Why Did I Decide to go Zero Waste?

There’s lots of articles on the Internet about how to go zero waste and a lot of them have many great tips in common. However, each person’s journey to go zero waste is different and can inspire others. Here’s mine 🙂

In early 2017 I started going through my belongings and purging as I was preparing to move to an apartment for a year and then to move to another state after that. I wanted to have everything ready to go at a moment’s notice. I looked at my clothes, books, mementos and everything I had collected in 23 years and realized I had already amassed a HUGE amount of stuff.

I also had recently lived at my grandparents’ house for a month to help them out a bit and saw just how many things two humans can collect in 80+ years. They weren’t hoarders, were organized, and had already done a large purge when downsizing their house a few years earlier. Just looking at all of the items they had gave me such anxiety that I came home and decided I wanted simplicity and the necessities.

While some people have used the KonMari method, I mostly used my own method of “Do I need this? Do I want this? And, do I even know what this is for?” If I said no to these questions, it most likely hit the donate pile. I also realized that to truly simplify my belongings and to have a more minimalist lifestyle, it wasn’t going to happen with one purge over one day.

Here I am over a year later and I’m still working on downsizing. What I’ve found to be the most interesting change is my mindset. I absolutely grew up with the mentality of, “I want it now so I must get it now”. My purchases were spontaneous and many didn’t give me any long-term benefits. Now, for the most part, I try not to buy things I want unless I truly can give myself a reason for bringing that item into my life.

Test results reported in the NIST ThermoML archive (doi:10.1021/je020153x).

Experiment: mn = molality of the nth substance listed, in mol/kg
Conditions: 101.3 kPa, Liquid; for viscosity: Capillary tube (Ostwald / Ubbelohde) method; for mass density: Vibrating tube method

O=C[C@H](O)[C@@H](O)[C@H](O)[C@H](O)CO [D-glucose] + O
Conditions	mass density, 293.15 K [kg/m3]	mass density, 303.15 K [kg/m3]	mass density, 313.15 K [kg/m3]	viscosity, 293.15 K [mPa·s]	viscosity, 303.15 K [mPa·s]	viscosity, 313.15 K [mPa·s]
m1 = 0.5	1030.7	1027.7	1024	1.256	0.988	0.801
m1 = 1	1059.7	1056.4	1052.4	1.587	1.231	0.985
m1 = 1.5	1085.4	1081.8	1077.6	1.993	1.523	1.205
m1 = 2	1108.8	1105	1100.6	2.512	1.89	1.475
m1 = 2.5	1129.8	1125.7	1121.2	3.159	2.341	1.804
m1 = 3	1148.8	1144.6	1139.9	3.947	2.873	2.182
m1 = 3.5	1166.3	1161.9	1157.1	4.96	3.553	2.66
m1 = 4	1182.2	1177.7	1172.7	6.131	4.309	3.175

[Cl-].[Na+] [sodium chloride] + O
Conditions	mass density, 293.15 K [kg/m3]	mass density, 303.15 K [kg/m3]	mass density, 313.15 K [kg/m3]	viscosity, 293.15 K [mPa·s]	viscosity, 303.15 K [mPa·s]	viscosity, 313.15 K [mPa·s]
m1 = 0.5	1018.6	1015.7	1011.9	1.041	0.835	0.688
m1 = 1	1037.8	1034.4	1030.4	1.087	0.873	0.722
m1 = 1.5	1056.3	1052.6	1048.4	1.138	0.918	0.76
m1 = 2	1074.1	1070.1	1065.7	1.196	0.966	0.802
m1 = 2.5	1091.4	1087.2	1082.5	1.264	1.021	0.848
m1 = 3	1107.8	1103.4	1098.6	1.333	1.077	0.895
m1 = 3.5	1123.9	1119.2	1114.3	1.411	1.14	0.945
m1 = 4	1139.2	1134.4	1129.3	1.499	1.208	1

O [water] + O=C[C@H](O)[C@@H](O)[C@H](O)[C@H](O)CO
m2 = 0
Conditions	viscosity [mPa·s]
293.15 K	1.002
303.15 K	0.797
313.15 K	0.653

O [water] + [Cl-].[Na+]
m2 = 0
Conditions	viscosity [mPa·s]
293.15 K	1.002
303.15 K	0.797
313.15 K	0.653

I’m finding it especially difficult as I prepare to move into my first home. I feel like I have to get everything I could possibly need and I need to get it now. To ease my nesting urges, if I think of something I’ll need I put it in the back of my mind and look for the best possible option for me. For example, I wanted to get coasters (because no one likes rings on their tables, duh) and didn’t want to just buy them from a large corporate store. Instead I thought about how I would love to have them be small pieces of art that involved nature, and of course acted as decent coasters. It’s such a simple thing to look for but I looked for coasters for MONTHS before I finally find a set I liked. They are made from wood, handmade with flowers and watercolor, and are absolutely perfect.

Another mindset change I’ve found is reusing items I already have, such as reusing a beautiful tea container as gift wrap. I think back to my habits in college and I can tell even then I was stressed from the number of things I had. Now my purchases are more thoughtful and I’m more aware of my buying power. I also have come to learn quite a bit about the importance of zero waste for our environment, which has spurned my journey on further.